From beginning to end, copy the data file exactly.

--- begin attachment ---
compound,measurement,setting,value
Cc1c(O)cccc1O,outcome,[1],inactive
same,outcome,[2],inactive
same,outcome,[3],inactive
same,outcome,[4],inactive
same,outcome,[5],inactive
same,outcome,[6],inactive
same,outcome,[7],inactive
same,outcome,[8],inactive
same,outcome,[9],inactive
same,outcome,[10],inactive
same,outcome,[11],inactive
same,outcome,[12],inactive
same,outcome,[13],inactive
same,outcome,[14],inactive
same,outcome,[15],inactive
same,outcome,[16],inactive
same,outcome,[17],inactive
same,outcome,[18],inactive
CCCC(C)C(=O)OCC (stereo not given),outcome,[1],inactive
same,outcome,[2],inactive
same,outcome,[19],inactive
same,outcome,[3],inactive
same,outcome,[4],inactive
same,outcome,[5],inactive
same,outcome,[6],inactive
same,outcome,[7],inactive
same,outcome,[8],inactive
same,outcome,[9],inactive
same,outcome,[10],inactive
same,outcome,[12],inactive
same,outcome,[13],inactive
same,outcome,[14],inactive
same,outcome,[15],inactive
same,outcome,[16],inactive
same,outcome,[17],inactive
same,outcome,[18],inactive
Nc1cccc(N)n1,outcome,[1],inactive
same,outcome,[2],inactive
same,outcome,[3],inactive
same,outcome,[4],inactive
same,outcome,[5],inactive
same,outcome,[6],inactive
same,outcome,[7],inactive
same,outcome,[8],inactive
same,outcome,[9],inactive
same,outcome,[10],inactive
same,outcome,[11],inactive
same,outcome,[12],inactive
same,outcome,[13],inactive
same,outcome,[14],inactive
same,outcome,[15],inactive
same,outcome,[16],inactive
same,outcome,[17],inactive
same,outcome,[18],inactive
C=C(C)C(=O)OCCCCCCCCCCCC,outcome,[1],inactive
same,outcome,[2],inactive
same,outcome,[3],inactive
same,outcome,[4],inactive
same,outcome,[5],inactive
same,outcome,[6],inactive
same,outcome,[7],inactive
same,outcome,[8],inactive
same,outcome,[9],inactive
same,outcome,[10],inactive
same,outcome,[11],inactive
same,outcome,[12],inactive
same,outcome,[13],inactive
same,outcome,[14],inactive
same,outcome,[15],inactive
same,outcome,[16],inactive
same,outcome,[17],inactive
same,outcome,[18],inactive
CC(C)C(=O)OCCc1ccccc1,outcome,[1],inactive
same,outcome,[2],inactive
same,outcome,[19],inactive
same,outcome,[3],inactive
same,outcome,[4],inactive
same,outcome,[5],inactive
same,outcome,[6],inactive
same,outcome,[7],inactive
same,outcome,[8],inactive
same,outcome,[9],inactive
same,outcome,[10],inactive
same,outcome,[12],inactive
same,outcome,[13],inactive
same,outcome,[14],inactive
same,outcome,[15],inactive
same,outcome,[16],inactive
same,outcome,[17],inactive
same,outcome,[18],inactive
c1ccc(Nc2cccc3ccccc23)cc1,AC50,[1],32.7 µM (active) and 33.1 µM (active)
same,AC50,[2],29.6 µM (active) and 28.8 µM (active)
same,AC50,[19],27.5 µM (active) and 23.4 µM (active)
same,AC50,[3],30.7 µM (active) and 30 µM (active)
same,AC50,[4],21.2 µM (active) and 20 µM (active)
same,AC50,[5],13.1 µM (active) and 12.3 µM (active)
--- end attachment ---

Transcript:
compound,measurement,setting,value
Cc1c(O)cccc1O,outcome,[1],inactive
same,outcome,[2],inactive
same,outcome,[3],inactive
same,outcome,[4],inactive
same,outcome,[5],inactive
same,outcome,[6],inactive
same,outcome,[7],inactive
same,outcome,[8],inactive
same,outcome,[9],inactive
same,outcome,[10],inactive
same,outcome,[11],inactive
same,outcome,[12],inactive
same,outcome,[13],inactive
same,outcome,[14],inactive
same,outcome,[15],inactive
same,outcome,[16],inactive
same,outcome,[17],inactive
same,outcome,[18],inactive
CCCC(C)C(=O)OCC (stereo not given),outcome,[1],inactive
same,outcome,[2],inactive
same,outcome,[19],inactive
same,outcome,[3],inactive
same,outcome,[4],inactive
same,outcome,[5],inactive
same,outcome,[6],inactive
same,outcome,[7],inactive
same,outcome,[8],inactive
same,outcome,[9],inactive
same,outcome,[10],inactive
same,outcome,[12],inactive
same,outcome,[13],inactive
same,outcome,[14],inactive
same,outcome,[15],inactive
same,outcome,[16],inactive
same,outcome,[17],inactive
same,outcome,[18],inactive
Nc1cccc(N)n1,outcome,[1],inactive
same,outcome,[2],inactive
same,outcome,[3],inactive
same,outcome,[4],inactive
same,outcome,[5],inactive
same,outcome,[6],inactive
same,outcome,[7],inactive
same,outcome,[8],inactive
same,outcome,[9],inactive
same,outcome,[10],inactive
same,outcome,[11],inactive
same,outcome,[12],inactive
same,outcome,[13],inactive
same,outcome,[14],inactive
same,outcome,[15],inactive
same,outcome,[16],inactive
same,outcome,[17],inactive
same,outcome,[18],inactive
C=C(C)C(=O)OCCCCCCCCCCCC,outcome,[1],inactive
same,outcome,[2],inactive
same,outcome,[3],inactive
same,outcome,[4],inactive
same,outcome,[5],inactive
same,outcome,[6],inactive
same,outcome,[7],inactive
same,outcome,[8],inactive
same,outcome,[9],inactive
same,outcome,[10],inactive
same,outcome,[11],inactive
same,outcome,[12],inactive
same,outcome,[13],inactive
same,outcome,[14],inactive
same,outcome,[15],inactive
same,outcome,[16],inactive
same,outcome,[17],inactive
same,outcome,[18],inactive
CC(C)C(=O)OCCc1ccccc1,outcome,[1],inactive
same,outcome,[2],inactive
same,outcome,[19],inactive
same,outcome,[3],inactive
same,outcome,[4],inactive
same,outcome,[5],inactive
same,outcome,[6],inactive
same,outcome,[7],inactive
same,outcome,[8],inactive
same,outcome,[9],inactive
same,outcome,[10],inactive
same,outcome,[12],inactive
same,outcome,[13],inactive
same,outcome,[14],inactive
same,outcome,[15],inactive
same,outcome,[16],inactive
same,outcome,[17],inactive
same,outcome,[18],inactive
c1ccc(Nc2cccc3ccccc23)cc1,AC50,[1],32.7 µM (active) and 33.1 µM (active)
same,AC50,[2],29.6 µM (active) and 28.8 µM (active)
same,AC50,[19],27.5 µM (active) and 23.4 µM (active)
same,AC50,[3],30.7 µM (active) and 30 µM (active)
same,AC50,[4],21.2 µM (active) and 20 µM (active)
same,AC50,[5],13.1 µM (active) and 12.3 µM (active)